Wait Times

UMC has board-certified Emergency Medicine physicians, Urgent Care physicians and specialized staff ready to care for you when you need it most.

Wait times at the UMC Emergency Center

If you have a life-threatening condition, call 9-1-1 immediately for treatment and/or to be transported to UMC via ambulance.

Loading Wait Time…

Open 24/7

Loading Wait Time…

Open 24/7

About EC Wait Times

EC wait times listed digitally on our website are approximate and provided for informational purposes only. The EC wait time represents the longest time a current EC patient has waited to see a qualified medical professional. Patient wait times are directly related to patient acuity. EC wait times are updated every 10 minutes.

About UC Wait Times

Urgent Care wait times listed digitally on our website are approximate and provided for informational purposes only. The Urgent Care wait time represents the time it takes to see a qualified medical professional. Urgent Care wait times represent a two-hour rolling average updated every 10 minutes.

Most urgent conditions: Critical

If a patient comes to the UMC Emergency Center suffering from symptoms related to one of the following conditions, they may have the shortest emergency room wait time and will be treated first:

  • Loss of consciousness/unresponsiveness
  • Heart attack (chest pain)
  • Respiratory distress

Since these conditions can be life-threatening and potentially fatal, patients experiencing related symptoms will always be seen first, even if they arrive after a patient who is experiencing less severe symptoms.

Next most urgent conditions: Acute

If a patient comes to the UMC Emergency Center and shows signs related to one of these conditions, they will be seen after any patients suffering from the most urgent conditions:

  • Altered mental status (confusion)
  • Compound fractures
  • Shortness of breath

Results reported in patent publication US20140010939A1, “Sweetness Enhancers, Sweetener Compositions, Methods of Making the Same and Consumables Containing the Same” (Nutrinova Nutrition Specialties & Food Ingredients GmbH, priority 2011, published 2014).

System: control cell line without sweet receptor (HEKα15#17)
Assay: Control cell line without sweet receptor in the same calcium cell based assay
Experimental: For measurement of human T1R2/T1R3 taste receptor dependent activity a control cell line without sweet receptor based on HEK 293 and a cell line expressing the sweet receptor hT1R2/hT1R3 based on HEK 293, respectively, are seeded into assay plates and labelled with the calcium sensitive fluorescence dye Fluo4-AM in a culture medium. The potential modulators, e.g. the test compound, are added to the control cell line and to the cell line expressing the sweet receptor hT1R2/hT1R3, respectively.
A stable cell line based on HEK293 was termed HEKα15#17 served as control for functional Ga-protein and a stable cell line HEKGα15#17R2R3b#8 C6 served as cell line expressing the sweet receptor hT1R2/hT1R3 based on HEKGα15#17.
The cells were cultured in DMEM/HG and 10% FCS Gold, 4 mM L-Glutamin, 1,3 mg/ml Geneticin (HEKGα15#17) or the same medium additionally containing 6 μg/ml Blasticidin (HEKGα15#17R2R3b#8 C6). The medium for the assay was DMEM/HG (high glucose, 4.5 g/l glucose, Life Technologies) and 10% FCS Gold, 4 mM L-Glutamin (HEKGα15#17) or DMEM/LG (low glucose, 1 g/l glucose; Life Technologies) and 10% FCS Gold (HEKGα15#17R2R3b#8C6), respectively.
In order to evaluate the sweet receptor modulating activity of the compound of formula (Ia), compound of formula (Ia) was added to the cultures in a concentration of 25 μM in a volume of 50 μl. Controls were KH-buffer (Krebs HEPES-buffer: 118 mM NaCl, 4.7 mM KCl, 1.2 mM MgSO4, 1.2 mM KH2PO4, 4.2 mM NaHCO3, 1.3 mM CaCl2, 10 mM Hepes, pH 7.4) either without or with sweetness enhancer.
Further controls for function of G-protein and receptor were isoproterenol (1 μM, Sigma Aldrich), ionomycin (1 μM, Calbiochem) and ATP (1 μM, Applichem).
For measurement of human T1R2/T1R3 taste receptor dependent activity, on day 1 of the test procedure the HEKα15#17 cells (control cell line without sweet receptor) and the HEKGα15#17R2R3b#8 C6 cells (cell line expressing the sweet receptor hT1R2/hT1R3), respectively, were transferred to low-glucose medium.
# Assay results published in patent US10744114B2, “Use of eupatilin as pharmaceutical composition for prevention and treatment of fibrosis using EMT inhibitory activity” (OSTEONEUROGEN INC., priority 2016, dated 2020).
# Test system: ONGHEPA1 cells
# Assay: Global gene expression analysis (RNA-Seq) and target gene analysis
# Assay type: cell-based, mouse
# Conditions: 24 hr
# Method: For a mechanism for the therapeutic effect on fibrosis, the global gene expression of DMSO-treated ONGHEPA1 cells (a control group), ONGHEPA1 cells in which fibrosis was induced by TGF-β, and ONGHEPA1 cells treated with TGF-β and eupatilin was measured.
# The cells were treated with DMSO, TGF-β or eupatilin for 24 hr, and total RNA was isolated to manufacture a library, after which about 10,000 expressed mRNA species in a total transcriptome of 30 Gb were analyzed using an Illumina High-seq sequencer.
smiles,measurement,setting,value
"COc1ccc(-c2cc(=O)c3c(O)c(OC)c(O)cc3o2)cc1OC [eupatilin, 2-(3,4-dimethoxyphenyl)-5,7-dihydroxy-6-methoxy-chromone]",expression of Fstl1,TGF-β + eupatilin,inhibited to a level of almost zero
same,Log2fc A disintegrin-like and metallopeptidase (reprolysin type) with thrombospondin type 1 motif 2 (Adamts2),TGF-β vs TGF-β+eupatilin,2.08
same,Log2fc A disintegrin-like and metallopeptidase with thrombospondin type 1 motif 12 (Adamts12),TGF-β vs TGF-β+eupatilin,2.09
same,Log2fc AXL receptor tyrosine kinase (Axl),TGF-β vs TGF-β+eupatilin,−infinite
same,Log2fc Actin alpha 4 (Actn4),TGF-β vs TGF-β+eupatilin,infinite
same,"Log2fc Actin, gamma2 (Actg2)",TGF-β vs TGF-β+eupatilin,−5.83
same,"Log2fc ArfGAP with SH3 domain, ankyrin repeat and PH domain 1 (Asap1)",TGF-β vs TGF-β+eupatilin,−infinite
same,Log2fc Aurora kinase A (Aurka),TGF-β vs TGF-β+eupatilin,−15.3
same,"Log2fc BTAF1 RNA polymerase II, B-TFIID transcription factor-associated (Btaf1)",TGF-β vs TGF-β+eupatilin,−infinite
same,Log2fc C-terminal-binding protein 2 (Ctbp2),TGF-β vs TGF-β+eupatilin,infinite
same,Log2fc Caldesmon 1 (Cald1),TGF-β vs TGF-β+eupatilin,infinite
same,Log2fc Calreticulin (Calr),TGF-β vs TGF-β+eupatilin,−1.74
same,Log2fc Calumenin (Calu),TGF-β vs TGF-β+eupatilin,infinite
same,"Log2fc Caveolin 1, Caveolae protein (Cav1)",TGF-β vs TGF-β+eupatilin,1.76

The reason these conditions fall under the second most urgent category is because related symptoms could worsen quickly, leading to long-term health problems or injuries if not treated quickly. These are examples of acute conditions and not a complete list.

Third most serious conditions: Urgent

Sometimes patients come to the UMC Emergency Center with symptoms for non-life-threatening conditions. These conditions include:

  • Abdominal pain
  • Cuts requiring stitches
  • Minor fractures

Symptoms related to these conditions often do not worsen over a short period of time, so patients can be seen after all critical and acute patients have been examined.

Non-urgent conditions treated last

If you are experiencing symptoms that may point to one of the conditions below, you may have the longest wait time, depending on how busy the UMC Emergency Center is and how many other patients with more urgent conditions there are.

  • Second opinions
  • Generalized aches and pains
  • Fever that responds to over-the-counter medication
  • Dental pain
  • Earache
  • Cough
  • Sore throat

If you are experiencing the above symptoms, we highly encourage you visit an urgent care center, or a UMC clinic. View a list of clinics here or click here to schedule through WaitFromHome.com.

When to call 9-1-1

Sometimes life-threatening symptoms or conditions occur, and you do not have time to drive to the UMC Emergency Center. IF this happens, call 9-1-1 immediately. The following conditions may require calling 9-1-1:

  • Heart attack (chest paint)
  • Loss of consciousness/unresponsiveness
  • Difficulty Breathing
  • Head and neck injuries
  • Severe bleeding
  • Eye injuries

EMTALA (Emergency Medical Treatment and Labor Act) is a federal law that requires hospital emergency departments to medically screen every patient who seeks emergency care and to stabilize and transfer those with medical emergencies (when appropriate), regardless of health insurance status or ability to pay. 

Back to top of page.